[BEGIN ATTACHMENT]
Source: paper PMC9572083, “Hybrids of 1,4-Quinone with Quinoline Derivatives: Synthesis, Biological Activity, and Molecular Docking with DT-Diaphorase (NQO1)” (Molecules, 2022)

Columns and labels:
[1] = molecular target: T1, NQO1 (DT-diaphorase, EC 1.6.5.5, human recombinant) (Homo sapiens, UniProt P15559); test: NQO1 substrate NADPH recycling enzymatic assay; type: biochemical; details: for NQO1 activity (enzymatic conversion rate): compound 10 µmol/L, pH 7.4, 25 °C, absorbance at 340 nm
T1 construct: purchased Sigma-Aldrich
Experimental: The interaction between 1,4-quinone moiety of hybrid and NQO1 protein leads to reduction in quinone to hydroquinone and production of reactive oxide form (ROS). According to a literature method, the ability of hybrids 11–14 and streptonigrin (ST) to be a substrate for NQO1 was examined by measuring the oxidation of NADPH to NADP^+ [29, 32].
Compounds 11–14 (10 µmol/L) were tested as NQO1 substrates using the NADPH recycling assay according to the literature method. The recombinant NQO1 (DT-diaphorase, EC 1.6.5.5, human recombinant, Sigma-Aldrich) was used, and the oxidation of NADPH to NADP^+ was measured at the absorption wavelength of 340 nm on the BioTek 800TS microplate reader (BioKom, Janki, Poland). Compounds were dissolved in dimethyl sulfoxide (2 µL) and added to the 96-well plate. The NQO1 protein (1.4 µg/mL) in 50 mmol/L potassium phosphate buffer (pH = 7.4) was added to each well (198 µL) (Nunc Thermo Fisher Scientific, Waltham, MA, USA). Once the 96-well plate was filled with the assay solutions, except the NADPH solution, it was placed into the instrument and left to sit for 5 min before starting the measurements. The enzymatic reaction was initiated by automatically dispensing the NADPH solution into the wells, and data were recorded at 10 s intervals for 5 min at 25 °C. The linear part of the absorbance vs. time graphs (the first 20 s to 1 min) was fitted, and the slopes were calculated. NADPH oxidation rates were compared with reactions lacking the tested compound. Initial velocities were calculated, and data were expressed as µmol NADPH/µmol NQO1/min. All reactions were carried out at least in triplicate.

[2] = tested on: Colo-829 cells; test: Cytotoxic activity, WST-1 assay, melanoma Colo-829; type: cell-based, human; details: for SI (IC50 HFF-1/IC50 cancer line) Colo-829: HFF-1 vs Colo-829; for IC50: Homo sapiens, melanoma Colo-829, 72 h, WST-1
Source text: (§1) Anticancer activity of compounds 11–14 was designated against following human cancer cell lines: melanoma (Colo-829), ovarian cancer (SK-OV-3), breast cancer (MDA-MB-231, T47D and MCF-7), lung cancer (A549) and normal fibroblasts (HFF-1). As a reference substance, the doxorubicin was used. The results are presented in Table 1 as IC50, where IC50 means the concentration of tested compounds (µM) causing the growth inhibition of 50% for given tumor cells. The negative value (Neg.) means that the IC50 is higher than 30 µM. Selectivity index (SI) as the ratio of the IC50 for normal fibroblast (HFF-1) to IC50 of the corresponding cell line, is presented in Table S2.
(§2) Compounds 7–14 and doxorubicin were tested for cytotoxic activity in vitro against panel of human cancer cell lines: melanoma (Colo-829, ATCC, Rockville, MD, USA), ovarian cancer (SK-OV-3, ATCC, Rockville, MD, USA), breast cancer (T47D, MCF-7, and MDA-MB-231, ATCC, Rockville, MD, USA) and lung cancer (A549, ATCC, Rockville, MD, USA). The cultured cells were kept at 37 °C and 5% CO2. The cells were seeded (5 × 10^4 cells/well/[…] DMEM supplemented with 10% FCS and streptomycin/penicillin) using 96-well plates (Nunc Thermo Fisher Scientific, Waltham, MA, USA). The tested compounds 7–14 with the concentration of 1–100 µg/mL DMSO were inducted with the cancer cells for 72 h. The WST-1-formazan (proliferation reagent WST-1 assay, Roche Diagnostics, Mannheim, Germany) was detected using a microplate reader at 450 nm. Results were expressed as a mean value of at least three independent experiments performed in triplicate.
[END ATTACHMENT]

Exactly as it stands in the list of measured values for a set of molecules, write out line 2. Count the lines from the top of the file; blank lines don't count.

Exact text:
Columns and labels: